Much has been written about what leadership is, how management is different than leadership, and what you can do as a leader to improve your department. Do we remember what it was like to be a firefighter and how we reacted to the many different leadership styles we were exposed to? I remember thinking, in some cases, that the behavior my superior was exhibiting is a good behavior to forget. In other cases I saw the benefits of different styles and felt I would easily remember them. Basically we all learned good things and bad things from the many leadership or management styles we were exposed to. With that in mind, here are some and certainly not all behaviors that the personnel who work for us should expect from us.
Practice honesty, be fair, and treat personnel in a consistent manner. At the very least, personnel management is a difficult job. However, by consistently enforcing clear and concise guidelines and defining a course of action for personnel in various circumstances, it will eliminate unfair treatment and strict enforcement of department policies as personnel know exactly what is expected of them. Nobody likes surprises; whether you are the Chief or a firefighter recruit.
As a rule, and with very few exceptions, Firefighters are mature and professional. These are the same men and women who are buying a house, paying monthly bills, getting their kids to school, and planning for the future. Why then, in so many cases, does it seem like the administration staff makes decisions that are based on the assumption that these same men and women are uninformed or just not sharp enough to understand. Firefighters are on the job because they want to be, paid or not, and as leaders we should remember they are our number one resource. Remember how we felt when we were there? Did you ever think no one was listening? They probably weren’t. We need to listen and understand what our personnel are saying. They have a lot of very good ideas. We need to lead by example and set the standard. I believe they expect that.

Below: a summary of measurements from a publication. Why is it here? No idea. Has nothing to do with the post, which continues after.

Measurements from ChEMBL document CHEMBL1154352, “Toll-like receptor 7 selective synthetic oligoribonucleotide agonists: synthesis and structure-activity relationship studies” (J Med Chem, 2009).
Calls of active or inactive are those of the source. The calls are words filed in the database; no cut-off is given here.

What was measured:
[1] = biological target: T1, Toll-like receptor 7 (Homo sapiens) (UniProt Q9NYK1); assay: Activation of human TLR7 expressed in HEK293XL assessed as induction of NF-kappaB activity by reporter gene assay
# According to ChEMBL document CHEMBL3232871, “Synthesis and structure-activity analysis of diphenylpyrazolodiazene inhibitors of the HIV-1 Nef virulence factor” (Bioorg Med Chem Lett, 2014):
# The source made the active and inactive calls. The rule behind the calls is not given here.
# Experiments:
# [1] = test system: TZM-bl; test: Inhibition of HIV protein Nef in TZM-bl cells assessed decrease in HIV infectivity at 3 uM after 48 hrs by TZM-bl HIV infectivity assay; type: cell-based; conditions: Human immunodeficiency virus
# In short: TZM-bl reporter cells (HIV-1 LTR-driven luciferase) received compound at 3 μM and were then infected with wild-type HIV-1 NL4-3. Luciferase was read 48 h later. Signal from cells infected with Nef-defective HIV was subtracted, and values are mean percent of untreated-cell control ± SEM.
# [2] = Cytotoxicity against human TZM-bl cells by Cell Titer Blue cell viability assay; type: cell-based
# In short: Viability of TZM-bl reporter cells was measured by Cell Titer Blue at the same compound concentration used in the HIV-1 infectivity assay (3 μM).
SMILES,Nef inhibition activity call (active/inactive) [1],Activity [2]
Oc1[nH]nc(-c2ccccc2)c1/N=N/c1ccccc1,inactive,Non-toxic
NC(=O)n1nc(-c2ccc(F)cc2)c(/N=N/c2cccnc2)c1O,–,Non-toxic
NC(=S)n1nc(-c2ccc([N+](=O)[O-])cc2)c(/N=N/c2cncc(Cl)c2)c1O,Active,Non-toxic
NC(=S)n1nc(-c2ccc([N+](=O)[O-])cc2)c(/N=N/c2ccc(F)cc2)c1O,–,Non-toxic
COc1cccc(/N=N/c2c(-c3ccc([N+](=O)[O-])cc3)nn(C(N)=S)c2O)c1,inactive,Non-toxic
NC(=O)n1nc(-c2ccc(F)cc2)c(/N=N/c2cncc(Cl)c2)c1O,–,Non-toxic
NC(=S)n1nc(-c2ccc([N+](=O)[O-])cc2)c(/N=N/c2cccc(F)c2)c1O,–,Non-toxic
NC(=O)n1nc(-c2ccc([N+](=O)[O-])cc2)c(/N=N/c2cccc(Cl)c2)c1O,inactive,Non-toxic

Whenever possible, we should take a personal interest in our people as individuals. A simple question about their significant other makes a difference in how they perceive you. And how our personnel see us as leaders is more important than how we see ourselves. Identify signs of stress, talk about their worries at home if they have any, and let them know you care. Theodore Roosevelt put it best when he said, “Most people don’t care how much you know, until they know how much you care.”
Firefighters can be fiercely loyal, but only if they have a trust in you as a leader. As a group, we have been called a fraternity, a close knit group, and an extension of one’s family. Firefighters look to their leaders for dependability, confidentiality, allegiance and reliability. These attributes combined are the mortar that holds your team together
Firefighters expect that their needs are anticipated and provided for. We need to provide adequate resources to accomplish tasks such as training. Many of these needs are met through the budget process, but we can still be pro-active in providing for the never ending and forever changing needs of our personnel.
As the leader of our organization, or even as a company officer, we need to make and convey clear-cut, positive decisions and orders which are not constantly changing. This is part of our responsibility. We should only ask our personnel to accomplish those things which are commensurate with their capabilities. It is important to know the talents individuals possess and challenge them in their thinking and in their tasks.
Finally, firefighters want their good work to be recognized and publicized where appropriate. A simple, sincere thank you or a pat on the back for a job well done goes a long way. In today’s social media world, it is a good idea to research these outlets for information sharing. If we don’t, somebody else will and has. Whenever possible, get photographs and send them in with a story to local news outlets. These will be published in many instances.
Our number one resource looks to us as their leaders to provide and promote their interests. It’s part of our job.
Stay Safe – Everyone goes home.
Idea from an article in Responder magazine, 1998, written by Assistant Chief David Fulmer.
William Jolley has 37 years of experience in the fire service with 20 of those years in a management position. William was the Fire Chief of Haines City, Florida, a city of Approximately 20,000. Prior to that William was the Assistant Chief of Saint Petersburg, Florida, where he worked for 35 years.